Revolution in the land of the microbiota! Following on from the intestinal, vaginal, respiratory and skin microbiota …a "new kid on the block" has just been discovered, to everyone's surprise, including and above all the researchers: the urinary microbiota.
We think of urine as sterile: but that's not true - it contains, even for those in good health, bacteria that definitely have a protective role in the bladder. Just like in the vagina or intestine, where some bacteria play a protective role by restricting undesirable growth or adhesion.
Discovering the urinary microbiota
It was not long ago that we couldn't analyse the bacterial "content" of urine except by culture growth which has its limitations... so we were unable to detect non-cultivable bacteria (due to specific characteristics or being present in too low quantities).
We are dealing with the cutting-edge technologies of molecular biology, which now enable us to confirm the microbial presence within urine by detecting their genetic sequences. The first study was in 2012 and since 2014 many publications have "refined" the results.
We can estimate that the diversity of urinary microbiota is comparable to that of the vaginal microbiota. The great majority are lactobacilli (almost 50%). But also bifidobacteria (about 12%) and potentially pathogenic bacteria including Escherichia coli (almost 2%).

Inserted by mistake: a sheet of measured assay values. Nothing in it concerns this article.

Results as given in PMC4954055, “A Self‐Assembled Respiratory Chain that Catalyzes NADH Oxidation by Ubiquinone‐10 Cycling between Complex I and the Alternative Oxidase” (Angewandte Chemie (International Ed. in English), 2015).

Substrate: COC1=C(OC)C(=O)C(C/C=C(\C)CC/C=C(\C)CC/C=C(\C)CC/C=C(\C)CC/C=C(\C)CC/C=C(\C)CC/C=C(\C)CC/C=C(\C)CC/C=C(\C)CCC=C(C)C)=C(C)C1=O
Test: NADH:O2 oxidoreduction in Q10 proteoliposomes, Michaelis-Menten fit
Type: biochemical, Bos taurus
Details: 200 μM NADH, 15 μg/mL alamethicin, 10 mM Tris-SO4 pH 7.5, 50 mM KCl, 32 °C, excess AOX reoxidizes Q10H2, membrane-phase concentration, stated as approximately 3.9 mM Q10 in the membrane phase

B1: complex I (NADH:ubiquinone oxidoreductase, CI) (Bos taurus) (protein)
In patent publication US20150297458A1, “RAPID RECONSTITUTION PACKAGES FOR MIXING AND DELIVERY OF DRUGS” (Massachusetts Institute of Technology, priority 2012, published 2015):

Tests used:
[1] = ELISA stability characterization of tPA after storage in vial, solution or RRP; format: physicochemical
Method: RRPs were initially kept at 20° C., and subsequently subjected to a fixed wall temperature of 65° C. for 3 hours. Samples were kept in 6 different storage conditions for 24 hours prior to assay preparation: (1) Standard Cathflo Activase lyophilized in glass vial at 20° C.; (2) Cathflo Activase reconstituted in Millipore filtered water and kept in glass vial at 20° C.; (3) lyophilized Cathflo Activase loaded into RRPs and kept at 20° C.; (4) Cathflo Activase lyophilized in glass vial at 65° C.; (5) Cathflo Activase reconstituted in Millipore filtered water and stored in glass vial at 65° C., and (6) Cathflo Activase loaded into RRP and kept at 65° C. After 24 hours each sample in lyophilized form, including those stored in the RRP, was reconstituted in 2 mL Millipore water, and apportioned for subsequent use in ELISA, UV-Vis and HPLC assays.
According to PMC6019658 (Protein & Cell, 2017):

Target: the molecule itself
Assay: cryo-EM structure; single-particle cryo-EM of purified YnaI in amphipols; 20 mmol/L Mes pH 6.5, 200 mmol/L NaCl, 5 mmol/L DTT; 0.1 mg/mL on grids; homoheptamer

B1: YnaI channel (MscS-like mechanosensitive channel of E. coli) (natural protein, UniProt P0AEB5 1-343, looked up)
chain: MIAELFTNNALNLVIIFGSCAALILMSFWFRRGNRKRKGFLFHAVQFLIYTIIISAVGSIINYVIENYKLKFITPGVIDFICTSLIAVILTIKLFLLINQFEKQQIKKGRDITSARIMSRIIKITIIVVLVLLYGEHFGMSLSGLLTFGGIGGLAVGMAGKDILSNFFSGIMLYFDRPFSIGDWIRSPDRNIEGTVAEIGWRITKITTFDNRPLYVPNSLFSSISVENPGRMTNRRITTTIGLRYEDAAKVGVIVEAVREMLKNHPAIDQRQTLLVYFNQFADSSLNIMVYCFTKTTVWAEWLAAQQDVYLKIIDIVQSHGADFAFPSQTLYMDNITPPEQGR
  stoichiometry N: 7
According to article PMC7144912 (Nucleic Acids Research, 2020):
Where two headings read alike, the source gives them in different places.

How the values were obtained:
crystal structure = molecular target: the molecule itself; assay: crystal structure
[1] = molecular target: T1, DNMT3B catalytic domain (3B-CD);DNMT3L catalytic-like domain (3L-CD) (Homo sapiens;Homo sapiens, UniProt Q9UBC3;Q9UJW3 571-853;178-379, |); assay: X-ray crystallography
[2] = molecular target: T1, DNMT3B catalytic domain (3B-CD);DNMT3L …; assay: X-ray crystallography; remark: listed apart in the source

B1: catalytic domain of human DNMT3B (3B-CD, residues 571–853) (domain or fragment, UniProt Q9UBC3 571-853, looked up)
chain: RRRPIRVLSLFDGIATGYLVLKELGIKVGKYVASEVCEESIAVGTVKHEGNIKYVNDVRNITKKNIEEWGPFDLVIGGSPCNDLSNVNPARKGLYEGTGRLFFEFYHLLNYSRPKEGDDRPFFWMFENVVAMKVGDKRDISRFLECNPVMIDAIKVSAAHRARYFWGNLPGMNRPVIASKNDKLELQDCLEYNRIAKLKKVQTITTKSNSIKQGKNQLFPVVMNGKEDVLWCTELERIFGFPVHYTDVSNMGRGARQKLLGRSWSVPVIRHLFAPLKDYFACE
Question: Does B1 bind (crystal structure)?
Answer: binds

Siddiqui H et al. Assessing diversity of the female urine microbiota by high throughput sequencing of 16S rDNA amplicons. BMC Microbiol. 2011 Nov 2;11:244.
A protective role?
Just like the intestinal microbiota, the urinary microbiota may have a potential role in urinary tract balance*:
By producing antimicrobial compounds;
By competing for "dietary" resources with pathogenic bacteria;
By activating the local and general immune system;
By maintaining the seal of the mucosa;
By breaking down toxic compounds.
* Whiteside SA, Razvi H, Dave S, Reid G, Burton JP. The microbiome of the urinary tract--a role beyond infection. Nat Rev Urol. 2015 Feb;12(2):81-90.
Urinary discomfort? Core requirements... the dysbiosis path
As also happens in the intestine or vagina, when the bacterial populations normally present are displaced by others, creating a variety of discomforts where the onset of "dysbiosis" is today recognised (irritable bowel, candidiasis, mycosis...), there may also have been a "take over" in the bladder by bacteria normally in the minority.
This will be the case for the well-known bacteria "Escherichia coli", a source of urinary discomfort particularly for women.
Studies also indicate that some bacterial strains will be more frequently present in women presenting with urinary incontinence, and that in cases of mictional urgency (or a compelling need to empty the bladder) we observe the significant presence of certain bacterial groups. A new era of research is therefore opening up, with the awareness of the urinary microbiota and its imbalances. Paths to be followed...